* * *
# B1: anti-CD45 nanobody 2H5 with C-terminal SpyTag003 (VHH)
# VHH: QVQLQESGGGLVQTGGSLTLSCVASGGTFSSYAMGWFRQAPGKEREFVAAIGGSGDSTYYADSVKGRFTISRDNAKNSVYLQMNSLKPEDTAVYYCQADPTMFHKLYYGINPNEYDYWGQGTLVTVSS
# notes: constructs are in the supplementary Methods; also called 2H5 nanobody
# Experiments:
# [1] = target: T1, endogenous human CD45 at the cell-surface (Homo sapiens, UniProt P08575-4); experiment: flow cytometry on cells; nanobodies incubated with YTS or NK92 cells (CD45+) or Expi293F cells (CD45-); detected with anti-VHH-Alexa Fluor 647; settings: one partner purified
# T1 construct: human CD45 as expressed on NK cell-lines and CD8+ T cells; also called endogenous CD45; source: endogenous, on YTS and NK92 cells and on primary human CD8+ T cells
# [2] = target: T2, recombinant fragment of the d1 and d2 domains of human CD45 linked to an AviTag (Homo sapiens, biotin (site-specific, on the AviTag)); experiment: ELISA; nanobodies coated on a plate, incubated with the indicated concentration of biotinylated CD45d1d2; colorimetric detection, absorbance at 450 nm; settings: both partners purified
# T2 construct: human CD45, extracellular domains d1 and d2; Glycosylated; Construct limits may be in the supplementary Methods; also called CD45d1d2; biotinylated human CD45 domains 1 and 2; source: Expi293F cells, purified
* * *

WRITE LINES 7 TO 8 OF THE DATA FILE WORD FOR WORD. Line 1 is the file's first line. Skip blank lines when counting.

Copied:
# [2] = target: T2, recombinant fragment of the d1 and d2 domains of human CD45 linked to an AviTag (Homo sapiens, biotin (site-specific, on the AviTag)); experiment: ELISA; nanobodies coated on a plate, incubated with the indicated concentration of biotinylated CD45d1d2; colorimetric detection, absorbance at 450 nm; settings: both partners purified
# T2 construct: human CD45, extracellular domains d1 and d2; Glycosylated; Construct limits may be in the supplementary Methods; also called CD45d1d2; biotinylated human CD45 domains 1 and 2; source: Expi293F cells, purified